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Helmut Schmidt, Published January 07 2013

Local officials want some of North Dakota's budget surplus for K-12 needs

FARGO – With state coffers showing a healthy surplus, local officials hope more money can be directed to K-12 education in a broad range of areas during the legislative session starting today.

Fargo and West Fargo public school leaders want lawmakers to pay per-pupil state aid in the year children walk in the door, a move that could mean

$2 million a year in funding for the fast-growing West Fargo School District.

Fargo School District officials have their sights set on the future. They hope lawmakers will change an excess mill levy law they believe usurps local control of school funding and could cost the district millions annually in property tax revenue starting in 2015.

The Fargo and West Fargo districts want per-pupil funding to increase from the current $3,980 per student, and just as importantly, they’d want that funding to arrive in the same school year as a student walks in the door.

School districts now receive funding for students a year after they walk in the door. It’s a system that works fine if schools have stagnant or shrinking enrollments, but becomes a concern when a district is growing – such as in the state’s larger cities and the Oil Patch.

For example, when it opened its doors in August the West Fargo School District had about 570 more students than the year before. That meant the district had to budget another $2.3 million to pay for those students, Business Manager Mark Lemer said.

“We feel it is imperative that we are funded in the current year,” School Board member Karen Nitzkorski said, calling the issue West Fargo’s No. 1 priority.

“We had (570) more kids this year and we’re getting paid last year’s amount,” she said.

While West Fargo schools will get $1 million of that back this year from a fund for fast-growing districts – the fund was set up with helping Oil Patch counties in mind – it will have to hope for a deficiency payment from the state to make the district whole, Lemer said.

Next year, West Fargo expects to add 473 new students, Nitzkorski said.

“That’s significant, if we’re funding again by this year’s formula, and by the number of kids that showed up this year,” she said. “Again, we’re going to be losing a potential of not quite $2 million. So it’s very important to us.”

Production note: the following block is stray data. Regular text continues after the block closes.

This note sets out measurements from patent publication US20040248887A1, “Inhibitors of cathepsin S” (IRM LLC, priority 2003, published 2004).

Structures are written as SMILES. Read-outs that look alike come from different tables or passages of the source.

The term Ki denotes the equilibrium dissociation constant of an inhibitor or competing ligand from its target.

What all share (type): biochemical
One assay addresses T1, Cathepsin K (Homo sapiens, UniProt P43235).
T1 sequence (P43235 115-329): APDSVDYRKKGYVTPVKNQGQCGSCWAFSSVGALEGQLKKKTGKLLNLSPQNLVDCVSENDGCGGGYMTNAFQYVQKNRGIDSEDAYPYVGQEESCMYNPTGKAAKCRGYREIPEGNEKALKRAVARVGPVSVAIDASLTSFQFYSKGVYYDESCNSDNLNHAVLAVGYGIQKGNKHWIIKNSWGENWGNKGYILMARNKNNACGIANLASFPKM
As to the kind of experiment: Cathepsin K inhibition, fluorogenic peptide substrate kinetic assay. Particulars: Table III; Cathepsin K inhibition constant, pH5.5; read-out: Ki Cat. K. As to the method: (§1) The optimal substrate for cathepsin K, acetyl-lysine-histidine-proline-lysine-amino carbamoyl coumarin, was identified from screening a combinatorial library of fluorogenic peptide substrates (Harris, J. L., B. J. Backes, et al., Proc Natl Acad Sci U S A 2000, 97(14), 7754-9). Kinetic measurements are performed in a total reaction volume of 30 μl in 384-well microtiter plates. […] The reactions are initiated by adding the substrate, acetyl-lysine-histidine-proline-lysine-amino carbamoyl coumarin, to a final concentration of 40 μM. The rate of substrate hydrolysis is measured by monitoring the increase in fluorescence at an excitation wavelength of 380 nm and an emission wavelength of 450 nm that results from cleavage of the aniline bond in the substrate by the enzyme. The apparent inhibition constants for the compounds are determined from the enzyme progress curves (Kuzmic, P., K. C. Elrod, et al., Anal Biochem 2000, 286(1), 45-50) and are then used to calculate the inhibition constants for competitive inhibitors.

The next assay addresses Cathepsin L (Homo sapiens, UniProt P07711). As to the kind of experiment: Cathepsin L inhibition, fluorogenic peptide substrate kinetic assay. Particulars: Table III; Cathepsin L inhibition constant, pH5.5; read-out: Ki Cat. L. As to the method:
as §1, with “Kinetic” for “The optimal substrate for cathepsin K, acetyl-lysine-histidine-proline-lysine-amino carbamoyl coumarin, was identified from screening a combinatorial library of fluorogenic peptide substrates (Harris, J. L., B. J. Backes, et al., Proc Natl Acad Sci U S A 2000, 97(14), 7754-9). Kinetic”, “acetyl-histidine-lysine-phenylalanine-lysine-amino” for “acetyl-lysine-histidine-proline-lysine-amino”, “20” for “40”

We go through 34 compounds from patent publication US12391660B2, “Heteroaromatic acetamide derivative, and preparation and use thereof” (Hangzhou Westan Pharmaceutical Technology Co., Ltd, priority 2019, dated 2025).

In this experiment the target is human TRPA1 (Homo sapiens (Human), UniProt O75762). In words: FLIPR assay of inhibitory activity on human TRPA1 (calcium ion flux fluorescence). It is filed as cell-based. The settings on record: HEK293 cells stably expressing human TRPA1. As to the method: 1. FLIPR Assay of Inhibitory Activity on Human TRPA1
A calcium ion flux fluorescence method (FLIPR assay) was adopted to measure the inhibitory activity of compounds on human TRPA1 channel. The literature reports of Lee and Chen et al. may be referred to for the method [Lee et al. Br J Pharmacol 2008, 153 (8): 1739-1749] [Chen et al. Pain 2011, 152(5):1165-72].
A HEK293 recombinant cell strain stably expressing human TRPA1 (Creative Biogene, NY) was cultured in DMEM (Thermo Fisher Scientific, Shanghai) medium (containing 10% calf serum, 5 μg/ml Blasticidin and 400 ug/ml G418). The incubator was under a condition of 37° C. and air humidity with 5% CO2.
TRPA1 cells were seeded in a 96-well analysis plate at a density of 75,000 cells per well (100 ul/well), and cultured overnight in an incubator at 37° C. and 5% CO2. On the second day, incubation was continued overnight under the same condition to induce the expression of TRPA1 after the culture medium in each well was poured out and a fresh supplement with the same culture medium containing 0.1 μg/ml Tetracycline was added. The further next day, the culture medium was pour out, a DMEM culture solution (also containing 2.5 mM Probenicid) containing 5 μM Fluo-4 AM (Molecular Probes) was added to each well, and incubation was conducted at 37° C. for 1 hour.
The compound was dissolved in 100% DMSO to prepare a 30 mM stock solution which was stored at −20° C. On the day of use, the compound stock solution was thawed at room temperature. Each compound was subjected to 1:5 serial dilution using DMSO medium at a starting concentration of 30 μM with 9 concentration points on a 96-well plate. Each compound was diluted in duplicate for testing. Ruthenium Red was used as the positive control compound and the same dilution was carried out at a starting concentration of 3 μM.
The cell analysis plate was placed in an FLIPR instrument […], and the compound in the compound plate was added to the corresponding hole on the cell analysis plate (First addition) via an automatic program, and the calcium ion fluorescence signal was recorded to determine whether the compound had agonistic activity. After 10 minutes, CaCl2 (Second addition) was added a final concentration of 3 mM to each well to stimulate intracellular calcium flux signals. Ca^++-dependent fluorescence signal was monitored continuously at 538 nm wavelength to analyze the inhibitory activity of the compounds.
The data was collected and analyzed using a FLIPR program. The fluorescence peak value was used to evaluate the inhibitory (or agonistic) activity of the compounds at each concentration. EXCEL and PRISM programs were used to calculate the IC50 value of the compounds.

Long term, if the funding model is changed to allow for same year per-pupil state aid payments, West Fargo will probably be able to maintain its fund balance at 15.5 percent of its budget through 2015-16. But if things stay the same, that balance – used to pay the district’s bills while it waits on its revenues to come in – would dip to 6.1 percent as it’s bled away to balance budgets, district figures show.

Fargo public schools had 200 new students last August and won’t be paid for them until fall 2013. That means the district had to pick up about $756,000 in extra costs this year, Business Manager Broc Lietz said.

State aid vs. control

If West Fargo has a worry, it’s that state lawmakers might decide to take on a much larger percentage of the cost of education in return for having fewer mills taxed locally, Nitzkorski said.

She said it would mean more than simply a shift in where the funds come from. There’s a potential shift in how much say the state has in running schools.

“We want local control,” Nitzkorski said.

It’s also a problem if the good times brought on by the oil boom end, and state budgets get tight again, she said.

“There’s a good example in the state right next to us (Minnesota),” she said. “We’d hate to get into a similar situation.”

Excess mill levy

About a dozen North Dakota school districts, including Fargo, must either cut their general fund levies to 110 mills, or get voter approval before 2015 to maintain those levies.

The general fund mill levy cap was put into place by the 2009 Legislature. It went hand-in-hand with lawmakers voting to have the state provide 75 mills of property tax relief to all school districts, Lietz said.

If the “excess mill levy” restrictions stay in place, and the Fargo district doesn’t get voters to OK keeping the general fund levy at 191.18 mills, it will see big cuts in revenue, Lietz said.

District income from what it levies would be frozen at 2014 levels, Lietz said. They’d remain frozen until the district either cuts its levy, or revenues eventually equal the value of 110 mills.

(Only revenue from property taxes on new construction is exempt from the rule, Lietz said.)

Lietz said projections call for $2.5 million less revenue in 2015 if no changes are made in the way the district operates.

By 2017, the gap rises to $6.6 million. By 2018, the gap could be $8 million to $10 million, Lietz said.

“(The law) takes a little out of local control, which is contrary to what we normally have with our schools,” Fargo Superintendent Jeff Schatz said.

Schatz said if the district gets funding in other areas, it would help Fargo shed general fund mills.

West Fargo School District’s general fund levy is at 110 mills, so it is not affected by the excess mill levy rules, Lemer said.

Other funding wishes

Both districts want more funding for special education, English Language Learners, and early childhood education.

Readers can reach Forum reporter Helmut Schmidt at (701) 241-5583

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